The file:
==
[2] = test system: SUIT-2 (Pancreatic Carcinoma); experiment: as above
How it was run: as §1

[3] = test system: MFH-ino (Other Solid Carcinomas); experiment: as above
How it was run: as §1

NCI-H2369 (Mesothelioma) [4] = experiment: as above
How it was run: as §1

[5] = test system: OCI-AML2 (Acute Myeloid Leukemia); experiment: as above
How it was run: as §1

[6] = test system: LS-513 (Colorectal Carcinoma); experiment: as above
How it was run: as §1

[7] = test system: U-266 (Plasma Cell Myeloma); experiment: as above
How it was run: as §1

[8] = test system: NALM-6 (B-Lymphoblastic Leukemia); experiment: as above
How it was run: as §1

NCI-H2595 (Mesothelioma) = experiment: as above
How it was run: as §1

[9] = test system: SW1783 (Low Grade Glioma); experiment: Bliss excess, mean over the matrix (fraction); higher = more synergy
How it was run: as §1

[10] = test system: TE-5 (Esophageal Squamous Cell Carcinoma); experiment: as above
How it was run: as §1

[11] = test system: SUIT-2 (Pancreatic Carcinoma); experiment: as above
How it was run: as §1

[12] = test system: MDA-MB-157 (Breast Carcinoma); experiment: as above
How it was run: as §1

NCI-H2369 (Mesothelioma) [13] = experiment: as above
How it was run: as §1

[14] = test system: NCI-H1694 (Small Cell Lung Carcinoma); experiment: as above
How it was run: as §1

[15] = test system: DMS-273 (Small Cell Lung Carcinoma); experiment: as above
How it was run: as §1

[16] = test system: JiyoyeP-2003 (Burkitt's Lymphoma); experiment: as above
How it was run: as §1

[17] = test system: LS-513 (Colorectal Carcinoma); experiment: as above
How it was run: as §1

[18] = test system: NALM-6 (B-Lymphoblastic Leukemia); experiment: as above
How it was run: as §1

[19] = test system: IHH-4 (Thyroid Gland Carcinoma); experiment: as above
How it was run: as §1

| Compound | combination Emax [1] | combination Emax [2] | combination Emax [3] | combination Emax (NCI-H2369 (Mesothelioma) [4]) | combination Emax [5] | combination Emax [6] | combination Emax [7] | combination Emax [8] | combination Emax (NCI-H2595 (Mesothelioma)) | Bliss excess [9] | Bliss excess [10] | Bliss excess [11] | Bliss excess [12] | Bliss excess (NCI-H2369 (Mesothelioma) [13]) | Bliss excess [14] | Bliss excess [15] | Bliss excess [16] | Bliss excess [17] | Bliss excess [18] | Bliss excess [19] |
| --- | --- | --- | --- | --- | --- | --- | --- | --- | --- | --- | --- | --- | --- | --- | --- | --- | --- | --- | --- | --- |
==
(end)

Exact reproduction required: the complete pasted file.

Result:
[2] = test system: SUIT-2 (Pancreatic Carcinoma); experiment: as above
How it was run: as §1

[3] = test system: MFH-ino (Other Solid Carcinomas); experiment: as above
How it was run: as §1

NCI-H2369 (Mesothelioma) [4] = experiment: as above
How it was run: as §1

[5] = test system: OCI-AML2 (Acute Myeloid Leukemia); experiment: as above
How it was run: as §1

[6] = test system: LS-513 (Colorectal Carcinoma); experiment: as above
How it was run: as §1

[7] = test system: U-266 (Plasma Cell Myeloma); experiment: as above
How it was run: as §1

[8] = test system: NALM-6 (B-Lymphoblastic Leukemia); experiment: as above
How it was run: as §1

NCI-H2595 (Mesothelioma) = experiment: as above
How it was run: as §1

[9] = test system: SW1783 (Low Grade Glioma); experiment: Bliss excess, mean over the matrix (fraction); higher = more synergy
How it was run: as §1

[10] = test system: TE-5 (Esophageal Squamous Cell Carcinoma); experiment: as above
How it was run: as §1

[11] = test system: SUIT-2 (Pancreatic Carcinoma); experiment: as above
How it was run: as §1

[12] = test system: MDA-MB-157 (Breast Carcinoma); experiment: as above
How it was run: as §1

NCI-H2369 (Mesothelioma) [13] = experiment: as above
How it was run: as §1

[14] = test system: NCI-H1694 (Small Cell Lung Carcinoma); experiment: as above
How it was run: as §1

[15] = test system: DMS-273 (Small Cell Lung Carcinoma); experiment: as above
How it was run: as §1

[16] = test system: JiyoyeP-2003 (Burkitt's Lymphoma); experiment: as above
How it was run: as §1

[17] = test system: LS-513 (Colorectal Carcinoma); experiment: as above
How it was run: as §1

[18] = test system: NALM-6 (B-Lymphoblastic Leukemia); experiment: as above
How it was run: as §1

[19] = test system: IHH-4 (Thyroid Gland Carcinoma); experiment: as above
How it was run: as §1

| Compound | combination Emax [1] | combination Emax [2] | combination Emax [3] | combination Emax (NCI-H2369 (Mesothelioma) [4]) | combination Emax [5] | combination Emax [6] | combination Emax [7] | combination Emax [8] | combination Emax (NCI-H2595 (Mesothelioma)) | Bliss excess [9] | Bliss excess [10] | Bliss excess [11] | Bliss excess [12] | Bliss excess (NCI-H2369 (Mesothelioma) [13]) | Bliss excess [14] | Bliss excess [15] | Bliss excess [16] | Bliss excess [17] | Bliss excess [18] | Bliss excess [19] |
| --- | --- | --- | --- | --- | --- | --- | --- | --- | --- | --- | --- | --- | --- | --- | --- | --- | --- | --- | --- | --- |